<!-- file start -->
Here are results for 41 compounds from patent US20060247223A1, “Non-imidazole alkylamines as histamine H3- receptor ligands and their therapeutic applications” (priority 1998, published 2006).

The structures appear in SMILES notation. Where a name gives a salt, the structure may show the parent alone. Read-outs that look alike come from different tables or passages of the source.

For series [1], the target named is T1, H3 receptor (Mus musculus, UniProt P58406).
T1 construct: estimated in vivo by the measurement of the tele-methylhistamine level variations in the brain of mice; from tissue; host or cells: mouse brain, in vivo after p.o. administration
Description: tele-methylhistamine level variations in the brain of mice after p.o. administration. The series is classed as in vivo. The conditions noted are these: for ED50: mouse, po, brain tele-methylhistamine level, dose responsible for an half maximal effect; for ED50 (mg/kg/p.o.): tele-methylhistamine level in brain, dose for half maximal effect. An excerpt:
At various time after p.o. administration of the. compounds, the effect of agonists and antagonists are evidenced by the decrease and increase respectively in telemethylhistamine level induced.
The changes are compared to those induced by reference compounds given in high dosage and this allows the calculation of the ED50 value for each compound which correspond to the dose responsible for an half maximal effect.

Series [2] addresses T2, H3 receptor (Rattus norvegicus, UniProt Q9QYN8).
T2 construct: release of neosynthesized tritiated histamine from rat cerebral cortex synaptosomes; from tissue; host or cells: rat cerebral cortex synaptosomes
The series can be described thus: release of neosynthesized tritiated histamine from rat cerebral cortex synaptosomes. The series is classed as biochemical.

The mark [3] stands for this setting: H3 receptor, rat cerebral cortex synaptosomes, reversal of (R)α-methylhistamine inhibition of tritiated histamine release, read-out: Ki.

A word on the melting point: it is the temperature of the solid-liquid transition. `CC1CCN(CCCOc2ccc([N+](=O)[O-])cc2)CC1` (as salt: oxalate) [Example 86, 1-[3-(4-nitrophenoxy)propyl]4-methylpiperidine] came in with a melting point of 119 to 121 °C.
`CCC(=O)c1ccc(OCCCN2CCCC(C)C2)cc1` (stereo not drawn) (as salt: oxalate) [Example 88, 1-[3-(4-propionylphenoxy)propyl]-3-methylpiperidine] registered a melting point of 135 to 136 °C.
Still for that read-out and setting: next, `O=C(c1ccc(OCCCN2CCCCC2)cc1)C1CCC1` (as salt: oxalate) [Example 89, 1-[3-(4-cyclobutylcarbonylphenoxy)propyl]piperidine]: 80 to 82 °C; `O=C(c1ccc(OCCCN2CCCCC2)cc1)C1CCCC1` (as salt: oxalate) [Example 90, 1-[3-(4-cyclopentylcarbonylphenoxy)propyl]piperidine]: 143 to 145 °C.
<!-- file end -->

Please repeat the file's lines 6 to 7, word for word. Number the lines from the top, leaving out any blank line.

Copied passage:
At various time after p.o. administration of the. compounds, the effect of agonists and antagonists are evidenced by the decrease and increase respectively in telemethylhistamine level induced.
The changes are compared to those induced by reference compounds given in high dosage and this allows the calculation of the ED50 value for each compound which correspond to the dose responsible for an half maximal effect.